Published in Print – Without Permission

About a week ago I published an article on this site with regards to a ‘story’ appearing in the national press regarding local councillor Jodie Jones having photos on Facebook of her (shock horror) actually drinking alcohol.

I’d originally planned for the article to go on the ConnectCannock site, but decided it wasn’t really ‘news’.  The original article had been a cheap excuse to print a 22 year old in a bikini and pretend it was newsworthy, so instead I wrote it as a comment, published it on this site, and fed a link through the ConnectCannock twitter account explaining my decision.

A few days later a friend of mine mentioned how he’d seen my comment on the issue in the local paper, the Cannock Chase Post.   Only I hadn’t made a comment to the paper.  In fact, I’d been disappointed by their lack of interest in dealing with me – I realised ConnectCannock isn’t necessarily a source of professional journalism, but I’d always thought there’d been areas where we could’ve helped each other out.

Bearing in mind I hadn’t spoken with the paper at all, compare my original blog peice and the text I apparently ‘quoted’ for this article, available online from the Chase Post website.

So I sent them an email:

Hi Charlotte,

I sent a tweet earlier to your @chasepost account, but it doesn’t seem to be very active so I thought I’d send a quick email as well.
With regards to the article entitled “Residents’ support for Jodie in Facebook row”  (http://www.chasepost.net/news-in-cannock/cannock-burntwood-news/cannock-news/2011/09/01/residents-support-for-jodie-in-facebook-row-93633-29346552/) , you’ve apparently quoted me, as per the paragraph below:

Cannock resident Ian Mellett said: “Now 23, Jodie Jones is still one of the youngest councillors in the country, and while her politics may not be in alignment with that of others, it’s hard to really take this as serious news.
“I have a deep suspicion that if this had been a 23-year-old male slouching drunkenly in Speedos, then there wouldn’t be quite so much interest.”However, this isn’t actually a quote, and is a section lifted directly from my blog, which was used to ‘report’ on this as I didn’t see it really as fitting with my local news site, ConnectCannock.

I have no real issue with being quoted, but fundamentally this was taken from a written source without any permission being granted, nor with any real attribution (a link back to the personal site, or ConnectCannock itself, which is what it really relates to), and it’s specifically covered under a creative commons license.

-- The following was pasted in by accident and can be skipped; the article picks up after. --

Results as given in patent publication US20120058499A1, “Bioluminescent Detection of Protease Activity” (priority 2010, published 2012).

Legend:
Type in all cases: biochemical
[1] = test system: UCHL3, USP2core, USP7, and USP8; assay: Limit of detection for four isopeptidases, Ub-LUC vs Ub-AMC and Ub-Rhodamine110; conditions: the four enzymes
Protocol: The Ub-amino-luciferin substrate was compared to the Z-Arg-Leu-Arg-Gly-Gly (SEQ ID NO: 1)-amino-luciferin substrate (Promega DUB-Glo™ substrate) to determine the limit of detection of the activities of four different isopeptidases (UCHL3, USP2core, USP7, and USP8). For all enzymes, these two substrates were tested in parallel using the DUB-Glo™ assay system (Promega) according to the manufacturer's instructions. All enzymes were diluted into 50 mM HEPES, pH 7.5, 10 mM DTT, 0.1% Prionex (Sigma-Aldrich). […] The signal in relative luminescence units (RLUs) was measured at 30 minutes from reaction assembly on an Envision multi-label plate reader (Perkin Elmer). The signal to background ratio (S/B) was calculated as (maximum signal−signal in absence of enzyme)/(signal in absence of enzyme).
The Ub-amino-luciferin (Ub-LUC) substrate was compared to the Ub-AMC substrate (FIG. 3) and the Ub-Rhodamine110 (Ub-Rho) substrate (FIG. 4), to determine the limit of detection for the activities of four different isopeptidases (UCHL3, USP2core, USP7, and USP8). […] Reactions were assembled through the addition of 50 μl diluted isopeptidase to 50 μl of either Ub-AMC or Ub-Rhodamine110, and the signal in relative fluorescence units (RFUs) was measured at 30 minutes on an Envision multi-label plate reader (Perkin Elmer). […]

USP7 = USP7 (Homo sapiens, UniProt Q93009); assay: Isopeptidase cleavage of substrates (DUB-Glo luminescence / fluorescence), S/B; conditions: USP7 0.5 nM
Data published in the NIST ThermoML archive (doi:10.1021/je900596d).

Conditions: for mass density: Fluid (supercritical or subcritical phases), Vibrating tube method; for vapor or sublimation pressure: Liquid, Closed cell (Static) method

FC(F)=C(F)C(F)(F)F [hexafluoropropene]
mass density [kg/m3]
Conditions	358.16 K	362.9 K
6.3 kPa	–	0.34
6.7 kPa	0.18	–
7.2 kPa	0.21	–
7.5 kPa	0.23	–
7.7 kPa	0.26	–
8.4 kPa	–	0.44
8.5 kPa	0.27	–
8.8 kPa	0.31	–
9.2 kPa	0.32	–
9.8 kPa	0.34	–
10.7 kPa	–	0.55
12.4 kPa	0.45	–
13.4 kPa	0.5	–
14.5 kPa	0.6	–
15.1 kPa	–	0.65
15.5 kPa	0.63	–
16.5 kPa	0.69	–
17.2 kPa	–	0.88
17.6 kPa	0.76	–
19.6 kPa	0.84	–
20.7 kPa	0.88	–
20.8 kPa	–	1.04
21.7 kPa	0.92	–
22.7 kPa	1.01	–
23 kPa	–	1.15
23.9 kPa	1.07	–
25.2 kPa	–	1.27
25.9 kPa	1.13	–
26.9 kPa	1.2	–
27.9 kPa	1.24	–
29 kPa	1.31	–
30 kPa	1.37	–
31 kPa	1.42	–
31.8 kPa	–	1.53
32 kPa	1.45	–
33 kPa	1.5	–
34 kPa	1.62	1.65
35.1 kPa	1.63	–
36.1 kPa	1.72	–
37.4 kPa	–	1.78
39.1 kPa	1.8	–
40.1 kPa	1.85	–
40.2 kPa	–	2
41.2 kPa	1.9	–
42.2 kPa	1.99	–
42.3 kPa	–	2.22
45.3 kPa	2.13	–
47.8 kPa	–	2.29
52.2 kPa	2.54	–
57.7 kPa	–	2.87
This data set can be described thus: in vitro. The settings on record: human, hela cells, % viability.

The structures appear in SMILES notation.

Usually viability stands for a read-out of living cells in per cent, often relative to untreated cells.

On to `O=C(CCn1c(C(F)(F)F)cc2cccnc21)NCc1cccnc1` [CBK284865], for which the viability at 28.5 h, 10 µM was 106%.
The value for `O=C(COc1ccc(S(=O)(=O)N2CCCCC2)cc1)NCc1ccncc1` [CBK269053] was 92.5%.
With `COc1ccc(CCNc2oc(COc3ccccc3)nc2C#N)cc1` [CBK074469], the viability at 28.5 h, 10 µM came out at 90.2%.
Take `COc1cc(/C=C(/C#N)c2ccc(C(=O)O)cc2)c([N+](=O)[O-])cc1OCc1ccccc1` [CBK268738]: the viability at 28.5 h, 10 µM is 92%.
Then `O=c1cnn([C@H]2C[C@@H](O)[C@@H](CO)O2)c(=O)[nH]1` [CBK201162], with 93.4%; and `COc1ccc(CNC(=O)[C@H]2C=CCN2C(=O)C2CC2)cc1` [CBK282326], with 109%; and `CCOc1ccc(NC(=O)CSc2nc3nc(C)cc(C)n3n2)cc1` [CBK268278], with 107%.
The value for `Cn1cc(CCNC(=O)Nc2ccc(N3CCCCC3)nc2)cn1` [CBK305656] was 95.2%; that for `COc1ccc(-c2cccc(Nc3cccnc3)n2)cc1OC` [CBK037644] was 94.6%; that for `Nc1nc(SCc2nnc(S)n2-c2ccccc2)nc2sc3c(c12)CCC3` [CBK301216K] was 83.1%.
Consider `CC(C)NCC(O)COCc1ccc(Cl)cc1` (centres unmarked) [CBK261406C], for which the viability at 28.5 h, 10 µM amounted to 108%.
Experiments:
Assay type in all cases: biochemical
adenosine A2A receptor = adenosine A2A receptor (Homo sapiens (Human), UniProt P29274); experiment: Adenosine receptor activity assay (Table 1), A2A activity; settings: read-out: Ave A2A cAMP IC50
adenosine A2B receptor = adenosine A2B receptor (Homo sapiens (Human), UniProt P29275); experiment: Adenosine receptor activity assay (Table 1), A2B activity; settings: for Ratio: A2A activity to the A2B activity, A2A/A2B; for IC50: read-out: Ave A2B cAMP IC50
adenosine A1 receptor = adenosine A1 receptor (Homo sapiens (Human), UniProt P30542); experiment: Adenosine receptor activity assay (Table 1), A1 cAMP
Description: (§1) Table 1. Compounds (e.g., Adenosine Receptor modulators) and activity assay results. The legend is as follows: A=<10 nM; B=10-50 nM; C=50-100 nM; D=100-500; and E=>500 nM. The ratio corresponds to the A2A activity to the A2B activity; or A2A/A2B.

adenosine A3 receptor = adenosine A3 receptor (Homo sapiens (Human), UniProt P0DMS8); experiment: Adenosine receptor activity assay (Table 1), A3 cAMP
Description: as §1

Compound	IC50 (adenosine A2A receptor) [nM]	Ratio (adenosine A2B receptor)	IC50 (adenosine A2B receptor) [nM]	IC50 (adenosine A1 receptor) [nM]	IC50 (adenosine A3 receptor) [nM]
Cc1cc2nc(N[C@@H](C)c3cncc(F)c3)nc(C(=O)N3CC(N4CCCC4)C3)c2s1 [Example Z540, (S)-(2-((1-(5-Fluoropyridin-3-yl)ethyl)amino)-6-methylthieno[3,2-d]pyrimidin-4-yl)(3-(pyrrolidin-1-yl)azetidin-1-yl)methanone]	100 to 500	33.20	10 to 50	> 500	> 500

Just to be clear though, this isn’t specifically a complaint (my only complaint is that I don’t get the Chase Post delivered to my flat still!), more that I think it needs clarification.  There are instances when we publish elements in other newspapers and websites, and I’m fairly certain that you wouldn’t simply copy their text and claim that they’ve quoted directly to you, and the shortening of the original text does somewhat skew my intentions.

 

Fundamentally (as I hope is conveyed with my email) my intention isn’t to try and belittle the Chase Post.  As a local paper, it does a good job, and it’s one of the few free papers I do generally read.  My real intentions can be reduced to a handful of key points.

Attribution

The work is taken directly from my website, and while I’m fully aware I’m not going to get thousands of hits, if text is being used from the site then I’d expect that the reader would be informed of the original source, especially when the quote taken along is somewhat out of context.

Permission

I have no issue being quoted – but a simple request to allow what is essentially covered by copyright really would have been the minimum expected.  In that instance, I might have modified the quote slightly, as the current text is fairly blatantly from a written point, not a quote.

Copyright

Without trying to seem precious about what’s written, fundamentally the text of any blog is covered by copyright, and it seems a number of news sources at all levels have difficulty with digital copyright (see Andy Mabbetts example of the BBC’s misunderstanding).

I’m fairly certain that the Trinity Mirror group would not take kindly to me printing sections of their site without consent and proper attribution, so why should the work of a blog be any different?

At the time of writing, I’ve still yet to receive any form of response with regards to the matter.

 

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